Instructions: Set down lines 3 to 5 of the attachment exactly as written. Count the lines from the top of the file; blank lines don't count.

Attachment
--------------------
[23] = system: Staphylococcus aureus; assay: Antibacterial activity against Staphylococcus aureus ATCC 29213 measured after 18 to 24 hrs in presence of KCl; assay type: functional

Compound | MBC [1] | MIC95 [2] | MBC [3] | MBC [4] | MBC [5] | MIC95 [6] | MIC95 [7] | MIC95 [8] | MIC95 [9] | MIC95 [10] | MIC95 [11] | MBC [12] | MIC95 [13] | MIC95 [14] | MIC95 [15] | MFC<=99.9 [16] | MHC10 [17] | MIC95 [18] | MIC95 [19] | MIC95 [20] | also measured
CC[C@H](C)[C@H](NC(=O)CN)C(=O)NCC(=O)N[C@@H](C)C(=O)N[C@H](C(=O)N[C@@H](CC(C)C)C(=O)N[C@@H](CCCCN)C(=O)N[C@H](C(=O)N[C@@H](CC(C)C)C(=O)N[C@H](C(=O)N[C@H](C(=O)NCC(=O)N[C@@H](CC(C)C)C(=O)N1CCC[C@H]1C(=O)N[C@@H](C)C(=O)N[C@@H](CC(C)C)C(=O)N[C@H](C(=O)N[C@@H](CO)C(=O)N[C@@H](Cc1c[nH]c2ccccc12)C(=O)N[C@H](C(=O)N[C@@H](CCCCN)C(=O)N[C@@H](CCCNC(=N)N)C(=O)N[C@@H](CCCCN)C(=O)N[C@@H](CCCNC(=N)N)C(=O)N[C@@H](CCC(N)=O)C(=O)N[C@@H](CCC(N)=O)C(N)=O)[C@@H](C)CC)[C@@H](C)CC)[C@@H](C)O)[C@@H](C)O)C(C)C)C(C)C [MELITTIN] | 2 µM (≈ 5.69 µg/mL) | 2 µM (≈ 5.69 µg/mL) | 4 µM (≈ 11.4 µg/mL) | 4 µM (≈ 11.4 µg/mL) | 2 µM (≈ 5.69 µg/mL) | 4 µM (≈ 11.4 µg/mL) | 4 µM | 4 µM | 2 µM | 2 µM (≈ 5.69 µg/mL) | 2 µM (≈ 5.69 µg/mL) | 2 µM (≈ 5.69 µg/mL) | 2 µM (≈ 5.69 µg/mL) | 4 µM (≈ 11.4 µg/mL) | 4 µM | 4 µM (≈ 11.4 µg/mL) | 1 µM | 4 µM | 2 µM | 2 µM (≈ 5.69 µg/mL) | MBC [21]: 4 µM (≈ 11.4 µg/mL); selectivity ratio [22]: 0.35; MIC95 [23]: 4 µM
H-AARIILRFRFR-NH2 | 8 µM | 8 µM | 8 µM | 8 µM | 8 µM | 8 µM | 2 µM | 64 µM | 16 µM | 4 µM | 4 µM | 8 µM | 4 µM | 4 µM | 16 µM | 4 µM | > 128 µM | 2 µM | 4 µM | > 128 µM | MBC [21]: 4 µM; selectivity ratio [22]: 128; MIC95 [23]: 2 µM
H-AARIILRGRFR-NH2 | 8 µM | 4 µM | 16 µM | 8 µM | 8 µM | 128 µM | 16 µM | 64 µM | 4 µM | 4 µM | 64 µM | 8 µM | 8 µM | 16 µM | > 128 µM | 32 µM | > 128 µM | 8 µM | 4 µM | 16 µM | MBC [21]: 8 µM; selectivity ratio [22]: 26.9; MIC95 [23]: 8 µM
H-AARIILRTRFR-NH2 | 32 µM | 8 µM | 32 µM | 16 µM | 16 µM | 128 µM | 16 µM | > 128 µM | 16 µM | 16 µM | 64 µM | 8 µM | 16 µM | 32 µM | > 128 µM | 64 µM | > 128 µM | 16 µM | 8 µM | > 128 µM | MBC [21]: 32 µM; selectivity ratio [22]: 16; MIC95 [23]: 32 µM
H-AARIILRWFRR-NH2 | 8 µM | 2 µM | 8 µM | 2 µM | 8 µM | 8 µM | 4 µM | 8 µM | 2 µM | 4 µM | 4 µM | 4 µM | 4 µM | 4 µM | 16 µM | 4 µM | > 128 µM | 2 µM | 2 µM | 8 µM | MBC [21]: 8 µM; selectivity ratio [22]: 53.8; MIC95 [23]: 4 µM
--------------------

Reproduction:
CC[C@H](C)[C@H](NC(=O)CN)C(=O)NCC(=O)N[C@@H](C)C(=O)N[C@H](C(=O)N[C@@H](CC(C)C)C(=O)N[C@@H](CCCCN)C(=O)N[C@H](C(=O)N[C@@H](CC(C)C)C(=O)N[C@H](C(=O)N[C@H](C(=O)NCC(=O)N[C@@H](CC(C)C)C(=O)N1CCC[C@H]1C(=O)N[C@@H](C)C(=O)N[C@@H](CC(C)C)C(=O)N[C@H](C(=O)N[C@@H](CO)C(=O)N[C@@H](Cc1c[nH]c2ccccc12)C(=O)N[C@H](C(=O)N[C@@H](CCCCN)C(=O)N[C@@H](CCCNC(=N)N)C(=O)N[C@@H](CCCCN)C(=O)N[C@@H](CCCNC(=N)N)C(=O)N[C@@H](CCC(N)=O)C(=O)N[C@@H](CCC(N)=O)C(N)=O)[C@@H](C)CC)[C@@H](C)CC)[C@@H](C)O)[C@@H](C)O)C(C)C)C(C)C [MELITTIN] | 2 µM (≈ 5.69 µg/mL) | 2 µM (≈ 5.69 µg/mL) | 4 µM (≈ 11.4 µg/mL) | 4 µM (≈ 11.4 µg/mL) | 2 µM (≈ 5.69 µg/mL) | 4 µM (≈ 11.4 µg/mL) | 4 µM | 4 µM | 2 µM | 2 µM (≈ 5.69 µg/mL) | 2 µM (≈ 5.69 µg/mL) | 2 µM (≈ 5.69 µg/mL) | 2 µM (≈ 5.69 µg/mL) | 4 µM (≈ 11.4 µg/mL) | 4 µM | 4 µM (≈ 11.4 µg/mL) | 1 µM | 4 µM | 2 µM | 2 µM (≈ 5.69 µg/mL) | MBC [21]: 4 µM (≈ 11.4 µg/mL); selectivity ratio [22]: 0.35; MIC95 [23]: 4 µM
H-AARIILRFRFR-NH2 | 8 µM | 8 µM | 8 µM | 8 µM | 8 µM | 8 µM | 2 µM | 64 µM | 16 µM | 4 µM | 4 µM | 8 µM | 4 µM | 4 µM | 16 µM | 4 µM | > 128 µM | 2 µM | 4 µM | > 128 µM | MBC [21]: 4 µM; selectivity ratio [22]: 128; MIC95 [23]: 2 µM
H-AARIILRGRFR-NH2 | 8 µM | 4 µM | 16 µM | 8 µM | 8 µM | 128 µM | 16 µM | 64 µM | 4 µM | 4 µM | 64 µM | 8 µM | 8 µM | 16 µM | > 128 µM | 32 µM | > 128 µM | 8 µM | 4 µM | 16 µM | MBC [21]: 8 µM; selectivity ratio [22]: 26.9; MIC95 [23]: 8 µM